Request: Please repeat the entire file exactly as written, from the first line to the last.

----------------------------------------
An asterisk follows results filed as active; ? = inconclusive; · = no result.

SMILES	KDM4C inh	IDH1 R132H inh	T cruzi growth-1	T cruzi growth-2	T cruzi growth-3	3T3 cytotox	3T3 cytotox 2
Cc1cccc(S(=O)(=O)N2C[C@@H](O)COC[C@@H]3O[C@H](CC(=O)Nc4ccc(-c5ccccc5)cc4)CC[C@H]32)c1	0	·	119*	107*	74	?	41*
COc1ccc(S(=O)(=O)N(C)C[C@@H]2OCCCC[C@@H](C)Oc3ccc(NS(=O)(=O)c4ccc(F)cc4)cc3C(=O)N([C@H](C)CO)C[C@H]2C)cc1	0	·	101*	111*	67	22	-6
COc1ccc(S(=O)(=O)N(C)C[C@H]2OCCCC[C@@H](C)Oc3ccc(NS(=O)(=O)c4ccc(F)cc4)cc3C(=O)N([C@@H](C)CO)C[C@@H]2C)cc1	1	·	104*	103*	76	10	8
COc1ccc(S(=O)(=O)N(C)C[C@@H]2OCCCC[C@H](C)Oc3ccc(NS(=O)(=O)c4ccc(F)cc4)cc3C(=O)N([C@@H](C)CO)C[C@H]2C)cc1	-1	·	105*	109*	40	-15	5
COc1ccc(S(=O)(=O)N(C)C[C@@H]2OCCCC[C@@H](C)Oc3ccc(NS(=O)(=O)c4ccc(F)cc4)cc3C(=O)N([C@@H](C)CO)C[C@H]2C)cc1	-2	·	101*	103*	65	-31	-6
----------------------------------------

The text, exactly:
An asterisk follows results filed as active; ? = inconclusive; · = no result.

SMILES	KDM4C inh	IDH1 R132H inh	T cruzi growth-1	T cruzi growth-2	T cruzi growth-3	3T3 cytotox	3T3 cytotox 2
Cc1cccc(S(=O)(=O)N2C[C@@H](O)COC[C@@H]3O[C@H](CC(=O)Nc4ccc(-c5ccccc5)cc4)CC[C@H]32)c1	0	·	119*	107*	74	?	41*
COc1ccc(S(=O)(=O)N(C)C[C@@H]2OCCCC[C@@H](C)Oc3ccc(NS(=O)(=O)c4ccc(F)cc4)cc3C(=O)N([C@H](C)CO)C[C@H]2C)cc1	0	·	101*	111*	67	22	-6
COc1ccc(S(=O)(=O)N(C)C[C@H]2OCCCC[C@@H](C)Oc3ccc(NS(=O)(=O)c4ccc(F)cc4)cc3C(=O)N([C@@H](C)CO)C[C@@H]2C)cc1	1	·	104*	103*	76	10	8
COc1ccc(S(=O)(=O)N(C)C[C@@H]2OCCCC[C@H](C)Oc3ccc(NS(=O)(=O)c4ccc(F)cc4)cc3C(=O)N([C@@H](C)CO)C[C@H]2C)cc1	-1	·	105*	109*	40	-15	5
COc1ccc(S(=O)(=O)N(C)C[C@@H]2OCCCC[C@@H](C)Oc3ccc(NS(=O)(=O)c4ccc(F)cc4)cc3C(=O)N([C@@H](C)CO)C[C@H]2C)cc1	-2	·	101*	103*	65	-31	-6